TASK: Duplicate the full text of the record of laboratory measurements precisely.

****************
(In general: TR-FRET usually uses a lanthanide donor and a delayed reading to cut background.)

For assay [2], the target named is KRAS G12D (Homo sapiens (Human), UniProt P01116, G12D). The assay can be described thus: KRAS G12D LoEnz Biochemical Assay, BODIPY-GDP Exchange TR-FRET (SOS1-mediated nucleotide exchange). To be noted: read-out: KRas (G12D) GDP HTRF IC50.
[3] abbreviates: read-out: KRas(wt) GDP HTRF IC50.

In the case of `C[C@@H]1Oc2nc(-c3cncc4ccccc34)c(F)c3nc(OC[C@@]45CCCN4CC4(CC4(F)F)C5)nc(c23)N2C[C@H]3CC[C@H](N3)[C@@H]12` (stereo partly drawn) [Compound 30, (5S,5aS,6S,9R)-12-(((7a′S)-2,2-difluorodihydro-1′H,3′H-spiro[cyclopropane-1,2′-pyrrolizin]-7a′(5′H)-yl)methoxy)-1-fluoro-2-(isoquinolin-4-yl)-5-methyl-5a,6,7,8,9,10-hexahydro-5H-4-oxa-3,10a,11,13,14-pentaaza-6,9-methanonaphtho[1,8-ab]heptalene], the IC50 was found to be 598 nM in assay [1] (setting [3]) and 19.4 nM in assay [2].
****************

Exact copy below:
(In general: TR-FRET usually uses a lanthanide donor and a delayed reading to cut background.)

For assay [2], the target named is KRAS G12D (Homo sapiens (Human), UniProt P01116, G12D). The assay can be described thus: KRAS G12D LoEnz Biochemical Assay, BODIPY-GDP Exchange TR-FRET (SOS1-mediated nucleotide exchange). To be noted: read-out: KRas (G12D) GDP HTRF IC50.
[3] abbreviates: read-out: KRas(wt) GDP HTRF IC50.

In the case of `C[C@@H]1Oc2nc(-c3cncc4ccccc34)c(F)c3nc(OC[C@@]45CCCN4CC4(CC4(F)F)C5)nc(c23)N2C[C@H]3CC[C@H](N3)[C@@H]12` (stereo partly drawn) [Compound 30, (5S,5aS,6S,9R)-12-(((7a′S)-2,2-difluorodihydro-1′H,3′H-spiro[cyclopropane-1,2′-pyrrolizin]-7a′(5′H)-yl)methoxy)-1-fluoro-2-(isoquinolin-4-yl)-5-methyl-5a,6,7,8,9,10-hexahydro-5H-4-oxa-3,10a,11,13,14-pentaaza-6,9-methanonaphtho[1,8-ab]heptalene], the IC50 was found to be 598 nM in assay [1] (setting [3]) and 19.4 nM in assay [2].